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Hi everyone, I'm a newbie to the Trawler forum. I live on board the canal du Robine which is just off the canal du Midi in the South of France. I sailed/cruised my boat here from the lakes in centre of Ireland, if anyone has any questions or queries I'd be happy to help out. If you Google 'How To Cruise Between Two Sea's' and download a free Kindle reader you can see the canal du Midi from Bordeaux to Sete to give you an idea. I'm not pushing sales, you can read the first 30% absolutely free.
The VNF, (Voie Navigables du France) speed limit mentioned in an earlier post is to stop the wash undercutting the canal banks and the ubiquitous plane trees on the canal du Midi were planted to anchor the banks, give shade to the horse drawn peniche's (now extinct), prevent weed growth(no direct sunlight) and to stop evaporation.
The cost of hiring a boat depends of course where you hire, there is a site called Groupon in Europe which gives discounted offers for a wide variety of things from restaurants to glasses and sometimes gives discounted cruiser hire so it's worth watching if you are planning to visit..
I hope this is helpful.
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Old 05-21-2014, 02:12 AM   #12
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Après Ski,
p.s Your boat is a semi displacement Aquafibre 32 built by Aquafibre at Rackheath in Norfolk, England, the company built fibreglass cruisers from the early 60's for over 35 years and had a reputation for tough, solid build quality cruisers for the hire market and probably built over 80% of the hire cruisers in Great Britain. The hire boat fleet you bought yours from were 98% built by Aquafibre before being taken over by the German travel group TUI.
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Old 05-21-2014, 02:28 AM   #13
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In reading about the canals, I find the beauty of the area to be incredibly attractive as well as the towns and people and history. Now, the cruising I must admit would be a huge adjustment as I'm not use to 5 knots and also not use to the frequency of locks and bridges. In reading, it sometimes seemed like a lot of work not to get very far in a day. That pace would be different but doesn't mean not enjoyable.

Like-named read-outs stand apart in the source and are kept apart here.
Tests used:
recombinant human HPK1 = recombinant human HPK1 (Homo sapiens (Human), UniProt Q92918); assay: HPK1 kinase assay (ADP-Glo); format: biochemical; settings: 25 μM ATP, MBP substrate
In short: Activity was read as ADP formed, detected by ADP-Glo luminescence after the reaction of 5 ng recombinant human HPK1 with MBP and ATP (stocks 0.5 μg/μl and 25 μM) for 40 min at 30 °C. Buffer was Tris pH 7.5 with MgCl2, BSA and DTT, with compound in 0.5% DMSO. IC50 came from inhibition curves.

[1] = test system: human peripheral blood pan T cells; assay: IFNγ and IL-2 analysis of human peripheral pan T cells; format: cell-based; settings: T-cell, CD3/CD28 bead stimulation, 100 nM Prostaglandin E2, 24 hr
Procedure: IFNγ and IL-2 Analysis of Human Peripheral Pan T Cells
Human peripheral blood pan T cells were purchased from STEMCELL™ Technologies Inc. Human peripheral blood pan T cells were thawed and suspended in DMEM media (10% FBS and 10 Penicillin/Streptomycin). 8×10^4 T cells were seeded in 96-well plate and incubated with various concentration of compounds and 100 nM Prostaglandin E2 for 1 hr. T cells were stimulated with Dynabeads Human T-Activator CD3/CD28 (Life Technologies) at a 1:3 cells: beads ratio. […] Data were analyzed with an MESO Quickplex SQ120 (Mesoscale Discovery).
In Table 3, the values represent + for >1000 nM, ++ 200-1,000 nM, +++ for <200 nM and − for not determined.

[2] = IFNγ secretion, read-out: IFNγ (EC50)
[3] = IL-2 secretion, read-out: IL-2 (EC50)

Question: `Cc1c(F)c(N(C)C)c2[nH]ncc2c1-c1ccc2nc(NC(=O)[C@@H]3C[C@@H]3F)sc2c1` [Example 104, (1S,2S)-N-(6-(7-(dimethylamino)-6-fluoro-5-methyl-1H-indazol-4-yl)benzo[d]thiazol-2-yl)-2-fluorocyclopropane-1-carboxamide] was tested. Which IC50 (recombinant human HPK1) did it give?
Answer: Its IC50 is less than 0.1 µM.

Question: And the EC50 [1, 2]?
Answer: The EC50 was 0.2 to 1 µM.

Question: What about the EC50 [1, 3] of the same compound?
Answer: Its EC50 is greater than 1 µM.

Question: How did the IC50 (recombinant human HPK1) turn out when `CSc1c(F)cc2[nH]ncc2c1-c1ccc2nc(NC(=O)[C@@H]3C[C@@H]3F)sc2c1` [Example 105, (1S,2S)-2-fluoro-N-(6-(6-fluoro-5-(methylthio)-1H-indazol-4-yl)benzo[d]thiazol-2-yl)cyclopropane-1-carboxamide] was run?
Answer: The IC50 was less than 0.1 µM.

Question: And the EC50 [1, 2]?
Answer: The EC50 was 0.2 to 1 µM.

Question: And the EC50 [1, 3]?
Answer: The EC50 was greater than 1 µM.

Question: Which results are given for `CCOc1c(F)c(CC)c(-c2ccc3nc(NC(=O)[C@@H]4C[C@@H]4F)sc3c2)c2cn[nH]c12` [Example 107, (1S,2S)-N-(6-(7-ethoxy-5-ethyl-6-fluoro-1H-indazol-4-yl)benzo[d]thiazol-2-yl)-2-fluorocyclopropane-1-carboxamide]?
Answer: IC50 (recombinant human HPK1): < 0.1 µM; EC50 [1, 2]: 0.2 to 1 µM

I do enjoy completely different cruising grounds than my norm and while it will be many years before the canals are on my agenda, I do think it could be an incredible experience one day. Meanwhile it's a pleasure cruising vicariously with the rest of you.
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Old 05-21-2014, 02:58 AM   #14
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Aahh. European canals.



Would be convenient if one could accommodate an automobile:

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Old 05-21-2014, 06:56 AM   #15
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The secret of canal cruising is to go slowly and enjoy each town and region you pass through.
The tourists all make the same mistake, they hop off a train doing 400 mph then jump on a high speed train and rush take over their hire boat, when they discover it only does 5 knots they get a bit disgruntled but by the end of the week their minds have slowed down to the pace of life and they've begun to unwind and enjoy it and discover that Manana's a bit on the quick side and siesta's can be great fun(if you bring a partner).
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Old 05-21-2014, 07:21 AM   #16
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The Continent is not the only place to enjoy the canalboat life. We spent a very enjoyable time cruising in one in England in 2011, and can highly recommend it. Going through the locks and tunnels is a whole new experience compared to the usual sea type cruising.
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Old 05-21-2014, 08:10 AM   #17
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...as I'm not use to 5 knots and also not use to the frequency of locks and bridges. In reading, it sometimes seemed like a lot of work not to get very far in a day. That pace would be different but doesn't mean not enjoyable.
Hi B&B-

It all seems daunting at first, but after your third lock you come to look forward to them - really! It's a chance to stop, look around, take some pictures, try out your French on the lock keeper, meet some locals - you'd be surprised how many people out for a stroll or bike ride will stop to watch a boat locking through.

We've traversed 1,267 locks in our three seasons of cruising (yes, I do keep track) and always enjoy the experience. Below, a pic of one of the 189 manual locks on the Burgundy Canal. The second pic is us in one of the giant commercial locks on the Seine (we're the tiny speck off the port-side transom of the big barge).